It is observed that no significant differences exist between specimens CS, PF, GS4, and GS4B up to a 2% drift (64mm). Starting from the 2.5% cycles, specimen PF shows a larger energy dissipation, due to a smaller strength degradation and to a smaller strain localization next to the column base section (Figs. 4 and 5). Negligible differences exist between the remaining specimens up to the collapse of specimen CS, occurring during the first cycle at 5% drift.
Specimen GS8 systematically showed a considerably smaller energy dissipation than the remaining specimens. This is due to the top drift resulting from the sum of two terms, the first related
Fig. 6 – Dissipated energy.
Fig. 7 – Moment-base rotation diagrams (rotation taken over 215mm gauge length).
to the column deformation, and the second due to the aforementioned rigid rotation at the base, the latter implying no energy dissipation.
Fig. 7 shows the moment-rotation diagrams at the column base sections, where the rotation is measured over a 215mm gauge length. The results presented allow the following observations:
• the base rotation is consistently much higher for the grouted sleeve specimens than for the cast – in-situ and pocket foundation specimens. This effect once more demonstrates that a much larger strain localization occurs in the former than in the latter;
• the maximum rotation in the GS specimens is only 20% smaller then the value it would exhibit considering a rigid rotation of the column around its base. This result demonstrates that the behaviour of the column outside the base section is mostly linear elastic, and that very little cracking and damage occurs outside the base section;
• deformations in the CS specimen show a greater localization in the base section with respect to those in the PF specimen. This effect lead to the early rebar failure observed.
The experimental results presented allow to conclude that grouted sleeves ensure a ductility similar to the one of cast in situ column-foundation connections and of pocket foundations, although a slightly smaller dissipation capacity is observed.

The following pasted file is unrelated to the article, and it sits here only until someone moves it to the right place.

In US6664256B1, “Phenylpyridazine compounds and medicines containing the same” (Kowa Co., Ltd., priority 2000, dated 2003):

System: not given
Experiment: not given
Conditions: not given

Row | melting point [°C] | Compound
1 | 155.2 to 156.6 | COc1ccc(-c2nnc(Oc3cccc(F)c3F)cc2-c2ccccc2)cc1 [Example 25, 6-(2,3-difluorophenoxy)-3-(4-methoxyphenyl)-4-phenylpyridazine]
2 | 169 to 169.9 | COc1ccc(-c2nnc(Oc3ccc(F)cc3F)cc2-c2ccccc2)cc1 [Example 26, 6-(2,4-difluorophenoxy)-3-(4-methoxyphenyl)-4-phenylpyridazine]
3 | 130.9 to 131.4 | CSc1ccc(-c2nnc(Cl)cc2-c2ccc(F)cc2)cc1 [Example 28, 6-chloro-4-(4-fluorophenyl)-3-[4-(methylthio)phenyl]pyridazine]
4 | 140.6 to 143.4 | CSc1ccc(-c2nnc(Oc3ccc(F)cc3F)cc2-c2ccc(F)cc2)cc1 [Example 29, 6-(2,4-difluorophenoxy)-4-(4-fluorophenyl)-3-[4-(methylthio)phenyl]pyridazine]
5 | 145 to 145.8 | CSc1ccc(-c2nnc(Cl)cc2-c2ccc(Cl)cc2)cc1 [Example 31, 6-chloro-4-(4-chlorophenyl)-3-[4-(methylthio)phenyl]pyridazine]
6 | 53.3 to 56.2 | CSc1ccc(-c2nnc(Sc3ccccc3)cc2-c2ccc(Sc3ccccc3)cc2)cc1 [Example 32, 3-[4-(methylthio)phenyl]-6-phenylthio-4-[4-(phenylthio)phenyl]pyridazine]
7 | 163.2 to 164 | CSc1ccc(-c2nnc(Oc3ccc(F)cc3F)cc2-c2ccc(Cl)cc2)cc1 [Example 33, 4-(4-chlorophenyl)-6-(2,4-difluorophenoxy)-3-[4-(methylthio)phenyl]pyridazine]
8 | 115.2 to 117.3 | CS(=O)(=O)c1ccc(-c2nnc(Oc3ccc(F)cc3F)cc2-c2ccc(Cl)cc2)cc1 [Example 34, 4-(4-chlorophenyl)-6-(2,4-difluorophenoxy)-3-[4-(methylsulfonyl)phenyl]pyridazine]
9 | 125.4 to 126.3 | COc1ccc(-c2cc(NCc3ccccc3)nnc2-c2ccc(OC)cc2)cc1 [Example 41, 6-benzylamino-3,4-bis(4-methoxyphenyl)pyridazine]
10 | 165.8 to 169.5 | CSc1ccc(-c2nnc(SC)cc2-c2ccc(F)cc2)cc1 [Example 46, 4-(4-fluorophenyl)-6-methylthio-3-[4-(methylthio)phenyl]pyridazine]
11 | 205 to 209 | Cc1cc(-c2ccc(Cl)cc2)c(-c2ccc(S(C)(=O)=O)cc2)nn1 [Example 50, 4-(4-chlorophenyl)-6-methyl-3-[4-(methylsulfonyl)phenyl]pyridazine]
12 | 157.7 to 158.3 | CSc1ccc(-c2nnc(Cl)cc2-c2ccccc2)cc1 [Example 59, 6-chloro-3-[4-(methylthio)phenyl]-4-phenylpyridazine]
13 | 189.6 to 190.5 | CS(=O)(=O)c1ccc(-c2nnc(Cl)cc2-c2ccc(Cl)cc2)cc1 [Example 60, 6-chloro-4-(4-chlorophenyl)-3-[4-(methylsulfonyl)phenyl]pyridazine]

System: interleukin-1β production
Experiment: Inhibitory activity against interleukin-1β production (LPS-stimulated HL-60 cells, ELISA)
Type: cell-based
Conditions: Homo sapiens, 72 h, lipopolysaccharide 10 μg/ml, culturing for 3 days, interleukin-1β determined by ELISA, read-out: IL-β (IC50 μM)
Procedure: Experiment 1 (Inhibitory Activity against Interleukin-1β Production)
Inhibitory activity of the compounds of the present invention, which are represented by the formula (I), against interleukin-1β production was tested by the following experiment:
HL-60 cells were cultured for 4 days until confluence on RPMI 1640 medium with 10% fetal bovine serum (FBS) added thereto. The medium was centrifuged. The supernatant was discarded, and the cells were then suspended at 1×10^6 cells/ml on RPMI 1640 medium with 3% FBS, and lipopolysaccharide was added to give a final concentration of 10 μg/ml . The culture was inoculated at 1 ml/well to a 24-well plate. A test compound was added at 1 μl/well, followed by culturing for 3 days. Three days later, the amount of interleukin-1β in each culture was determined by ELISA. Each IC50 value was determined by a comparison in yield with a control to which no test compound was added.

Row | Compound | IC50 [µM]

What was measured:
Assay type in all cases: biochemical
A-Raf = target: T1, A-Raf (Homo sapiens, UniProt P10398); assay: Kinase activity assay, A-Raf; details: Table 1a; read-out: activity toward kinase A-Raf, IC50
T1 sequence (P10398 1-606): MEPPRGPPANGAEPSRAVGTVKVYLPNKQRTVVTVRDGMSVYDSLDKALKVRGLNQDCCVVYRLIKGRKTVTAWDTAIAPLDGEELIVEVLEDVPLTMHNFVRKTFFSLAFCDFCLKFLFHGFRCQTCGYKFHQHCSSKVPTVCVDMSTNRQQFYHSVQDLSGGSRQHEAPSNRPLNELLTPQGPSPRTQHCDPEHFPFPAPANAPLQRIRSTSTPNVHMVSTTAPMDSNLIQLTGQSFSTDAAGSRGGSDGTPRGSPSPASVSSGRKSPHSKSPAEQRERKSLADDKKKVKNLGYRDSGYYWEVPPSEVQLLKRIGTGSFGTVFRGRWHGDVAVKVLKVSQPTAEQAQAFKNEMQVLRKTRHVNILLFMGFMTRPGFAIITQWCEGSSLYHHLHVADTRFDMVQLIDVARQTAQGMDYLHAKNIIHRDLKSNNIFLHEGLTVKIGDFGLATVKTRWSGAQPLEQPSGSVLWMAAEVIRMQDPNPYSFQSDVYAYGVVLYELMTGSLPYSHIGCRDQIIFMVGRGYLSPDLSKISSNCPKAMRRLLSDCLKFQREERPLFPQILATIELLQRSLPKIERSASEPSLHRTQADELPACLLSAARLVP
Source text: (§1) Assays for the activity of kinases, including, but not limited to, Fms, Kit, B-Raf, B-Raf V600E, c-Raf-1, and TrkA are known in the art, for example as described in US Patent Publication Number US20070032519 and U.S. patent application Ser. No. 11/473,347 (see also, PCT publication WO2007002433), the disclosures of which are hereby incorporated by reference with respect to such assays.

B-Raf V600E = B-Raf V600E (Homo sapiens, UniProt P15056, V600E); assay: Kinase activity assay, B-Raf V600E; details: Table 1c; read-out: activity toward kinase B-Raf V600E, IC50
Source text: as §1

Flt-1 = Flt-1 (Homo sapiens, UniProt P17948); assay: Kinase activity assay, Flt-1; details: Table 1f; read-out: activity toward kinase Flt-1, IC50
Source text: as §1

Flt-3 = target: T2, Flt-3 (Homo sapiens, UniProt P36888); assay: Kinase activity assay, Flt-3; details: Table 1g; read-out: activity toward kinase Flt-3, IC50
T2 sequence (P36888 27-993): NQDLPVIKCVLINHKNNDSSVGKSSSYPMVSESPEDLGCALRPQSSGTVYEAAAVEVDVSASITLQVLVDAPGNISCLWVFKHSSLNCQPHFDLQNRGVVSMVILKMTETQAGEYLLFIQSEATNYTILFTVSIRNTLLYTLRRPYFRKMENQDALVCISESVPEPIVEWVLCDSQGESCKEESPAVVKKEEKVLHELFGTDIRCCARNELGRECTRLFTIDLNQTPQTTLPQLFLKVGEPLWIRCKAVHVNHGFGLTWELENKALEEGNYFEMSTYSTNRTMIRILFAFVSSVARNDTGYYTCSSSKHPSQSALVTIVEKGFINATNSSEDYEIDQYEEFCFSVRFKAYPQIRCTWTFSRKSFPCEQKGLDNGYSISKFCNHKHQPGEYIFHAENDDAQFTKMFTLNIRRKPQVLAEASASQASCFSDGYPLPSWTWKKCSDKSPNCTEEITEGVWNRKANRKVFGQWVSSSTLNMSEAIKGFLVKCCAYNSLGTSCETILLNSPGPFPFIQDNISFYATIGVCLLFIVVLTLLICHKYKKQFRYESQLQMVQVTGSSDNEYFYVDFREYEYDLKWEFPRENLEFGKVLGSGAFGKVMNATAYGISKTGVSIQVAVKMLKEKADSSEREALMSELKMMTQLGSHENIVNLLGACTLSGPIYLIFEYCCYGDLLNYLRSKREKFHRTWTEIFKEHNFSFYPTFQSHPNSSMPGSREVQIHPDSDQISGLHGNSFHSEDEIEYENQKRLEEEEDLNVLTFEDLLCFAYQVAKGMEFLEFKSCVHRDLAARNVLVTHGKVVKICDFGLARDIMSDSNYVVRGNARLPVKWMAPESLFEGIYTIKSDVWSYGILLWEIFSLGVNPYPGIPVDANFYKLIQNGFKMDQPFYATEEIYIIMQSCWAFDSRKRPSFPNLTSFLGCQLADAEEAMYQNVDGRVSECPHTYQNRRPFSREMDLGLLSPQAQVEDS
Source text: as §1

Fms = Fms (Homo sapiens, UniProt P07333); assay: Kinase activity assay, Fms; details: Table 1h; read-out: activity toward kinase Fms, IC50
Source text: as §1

The high ductility of the grouted sleeve solutions is related to the high confining effect of the corrugated aluminium sleeves on the grout columns contained within. Furthermore, the presence of a highly confined grout prevents longitudinal reinforcing buckling.
It was shown that, in grouted sleeves connections, the damage is localized at the column base, in the 20 mm grout layer existing between the prefabricated column and the foundation. As a result, very little damage may be observed in the column outside of the base section.
The damage of the base grout layer results in a higher strength degradation for the grouted sleeve connections with respect to more traditional cast-in-situ and pocket foundations solutions.
Due to the damage localization observed, and to the consequent small damage existing along the column, an easier post-seismic column repair has to be expected for the grouted sleeve column – foundation connections, with respect to cast-in-situ or pocket foundation solutions.
The experimental tests were carried out within a research program on precast column – foundation connections financed by Moretti SpA, Erbusco (BS), Italy.
The cooperation of ing. Cristian Ratti, ing. Andrea Zini, and ing. Andrea Belleri, in setting up the reaction frame, carrying out the experimental tests, and post-processing all the experimental test results, is gratefully acknowledged.
EC8 (2003), “Eurocode 8: Design of structures for earthquake resistance – Part 1: General rules, seismic actions and rules for buildings,” PrEn 1998-1, European Committee for Standardization, December 2003.
OPCM 3274 (2003), “First elements concerning general criteria for the seismic classification of the Italian territory, and seismic code provisions (in Italian),” march, 2003.
CEB (1996), “Frame Members in bending with or without axial force,” CEB Bullettin N. 231, May 1996.